2019: a tough year. The aftermath of the eruption of Whakaari/White Island. The March 15 Christchurch mosque shootings: 2019 crushed faith in humanity. A massacre streamed live showed the darkest side of the democratisation of the media. Television still brought a nation together, as the Muslim community set about restoring that faith with open-hearted courage and forgiveness. Our network rose to their example, as did our Prime Minister, and the world stopped and watched. For a time, at least, this was us.

For some, whatever era it is we are currently in can seem frighteningly modern. Drowning out the roaring of dinosaurs sensing an extinction crisis, the media has stepped up to embrace te reo. Along with Māori Television, shows such as TVNZ’s The Casketeers and Three’s Moving Out with Kanoa ensure we sound more like us; like nowhere else on Earth.

2019: time for the traditional woefully subjective trawl through some peaks and troughs of a battered but unbowed year. Ngā mihi o te tau hou. Happy New Year.

Elisabeth Moss in The Handmaid's Tale. Photo/Supplied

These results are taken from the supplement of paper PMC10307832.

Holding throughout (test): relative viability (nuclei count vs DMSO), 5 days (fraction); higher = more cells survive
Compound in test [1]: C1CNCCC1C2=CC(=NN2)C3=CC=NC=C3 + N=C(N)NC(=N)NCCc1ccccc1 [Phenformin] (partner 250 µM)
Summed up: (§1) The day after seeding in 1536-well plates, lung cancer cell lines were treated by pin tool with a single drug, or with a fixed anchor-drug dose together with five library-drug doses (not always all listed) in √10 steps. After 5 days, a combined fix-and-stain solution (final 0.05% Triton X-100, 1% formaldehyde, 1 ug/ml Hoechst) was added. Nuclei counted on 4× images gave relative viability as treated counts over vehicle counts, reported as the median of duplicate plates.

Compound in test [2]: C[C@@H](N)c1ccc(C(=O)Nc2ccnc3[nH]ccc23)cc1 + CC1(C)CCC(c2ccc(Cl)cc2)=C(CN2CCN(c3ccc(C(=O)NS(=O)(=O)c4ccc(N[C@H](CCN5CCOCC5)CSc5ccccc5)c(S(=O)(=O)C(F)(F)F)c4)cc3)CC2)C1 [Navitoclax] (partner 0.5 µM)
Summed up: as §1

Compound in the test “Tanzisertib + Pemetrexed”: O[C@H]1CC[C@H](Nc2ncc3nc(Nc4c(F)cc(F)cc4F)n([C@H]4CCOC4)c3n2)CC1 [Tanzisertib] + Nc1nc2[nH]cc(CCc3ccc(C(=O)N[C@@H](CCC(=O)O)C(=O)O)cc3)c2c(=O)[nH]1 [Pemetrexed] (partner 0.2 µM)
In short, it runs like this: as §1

Best Drama Not Involving Mark Richardson: The Handmaid’s Tale, Unbelievable, Three’s The Gulf.

The Tony Soprano and Walt White Award for Setting Your Moral Compass on High Rotate: SoHo 2’s Mr Inbetween, Australian black comedy about remorseless hitman Ray Shoesmith, who doesn’t like to kill a bug: “You have to draw the line somewhere.”

Actor of the Year: Scott Ryan as Ray Shoesmith.

Comedy of the Year: Fleabag – fierce, funny, female and filter-free.

Best Actress in a Drama: Erin Doherty as a hilarious – and scary – Princess Anne in The Crown; Kate Elliott, brilliant in The Gulf; Elisabeth Moss, warrior princess in The Handmaid’s Tale.

Best Actress in Just About Anything Ever: Phoebe Waller-Bridge in Fleabag.